25 January 2011
“I have had a most rare vision.
I have had a dream,
past the wit of man to say what dream it was.”
Last Friday I had the pleasure of attending the Sydney Shakespeare Festival, an annual celebration of the bards work set outdoors amongst some of Sydney’s best outdoor spaces.
Now in it’s fourth year the festival is this year performing Romeo and Juliet as well as A Midsummer Night’s Dream on alternate evenings throughout January and February. And it was Midsummer Night’s Dream that friends and I trouped along to see.
The play is performed near the Glebe foreshore in Bicentennial Park with a fairly stark stage surrounded by picnicking families. The production makes use of all the space around them, moving amongst the crowd and any starkness to the stage is in perfect juxtaposition to the sights of the park at dusk, the reflection off the water and the city’s skyline in the distance that becomes illuminated as the play progresses.
Now, I imagine most of you would be familiar with the story of star crossed lovers in Romeo and Juliet, but in case you’re unfamiliar with A Midsummer Night’s Dream it’s about a bunch of young lovers – some comical – a troupe of actors and some faeries all getting mixed up in each others affairs over the course of one night in the woods. There’s heartbreak, jokes, humans turned into animals and love spells a plenty – but mostly it’s a lot of good fun.
The best bit of seeing a play in this atmosphere, especially one of Shakespeare’s comedies, was the family element – we were surrounded by groups of all ages and it was great to see children laughing along to the antics of man with the head of a donkey while the parents enjoyed the word play and commentary on love. Also, as the play went on one of the biggest moons I’ve ever seen rose over the city skyline – truly magical!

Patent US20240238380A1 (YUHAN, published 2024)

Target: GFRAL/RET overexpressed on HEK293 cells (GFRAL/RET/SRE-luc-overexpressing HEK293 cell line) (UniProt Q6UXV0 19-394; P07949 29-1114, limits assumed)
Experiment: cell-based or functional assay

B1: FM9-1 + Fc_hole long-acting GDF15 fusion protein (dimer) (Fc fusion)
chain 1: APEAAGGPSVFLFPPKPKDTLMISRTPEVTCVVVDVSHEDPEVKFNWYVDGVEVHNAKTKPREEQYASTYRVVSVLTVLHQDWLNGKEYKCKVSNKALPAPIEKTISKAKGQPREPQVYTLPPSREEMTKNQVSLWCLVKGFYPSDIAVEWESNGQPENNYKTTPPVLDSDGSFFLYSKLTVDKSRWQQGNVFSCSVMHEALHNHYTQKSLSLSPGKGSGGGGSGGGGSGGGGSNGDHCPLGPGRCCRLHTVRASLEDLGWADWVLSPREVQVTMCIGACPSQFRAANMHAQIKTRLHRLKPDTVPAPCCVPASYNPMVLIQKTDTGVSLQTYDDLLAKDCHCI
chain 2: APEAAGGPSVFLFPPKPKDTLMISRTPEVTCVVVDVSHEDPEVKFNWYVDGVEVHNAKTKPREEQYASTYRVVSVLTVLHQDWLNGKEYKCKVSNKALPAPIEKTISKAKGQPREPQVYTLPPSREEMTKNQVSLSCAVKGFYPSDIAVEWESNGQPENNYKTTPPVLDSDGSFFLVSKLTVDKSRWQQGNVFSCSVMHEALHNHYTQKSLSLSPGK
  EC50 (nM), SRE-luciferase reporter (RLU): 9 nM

Remember though, this isn’t a catered event so it’s best to come prepared! My friends and I brought a picnic basket and blanket with cold meat, rolls, cheeses, drinks and snacks – more than enough to last us through the play. And don’t pass up the opportunity to chat to those around you – if you get there early to get a good seat you’ll have some time then and in the intermission to get to know the neighbours.
The performance was a lot of fun – the characters of Helena, Bottom and Puck were certainly stand outs – but whether your a Shakespeare devotee or novice it’s a great night out. We certainly had a great night under the stars and I suggest you head along!
As I mentioned above, the Sydney Shakespeare Festival runs each Thursday, Friday, Saturday and Sunday through until the end of February. More information can be found on the events website. If you’re still in the mood for Shakespeare this summer there’s also the Shakespeare by the Sea performances in Balmoral and Shakespeare Festival at Norman Lindsay Gallery in Faulconbridge in the Blue Mountains.
Do you have a favourite play, or recall the best performance you’ve ever seen in Sydney? Be sure to let us know in the comments!
~ Sydney Sider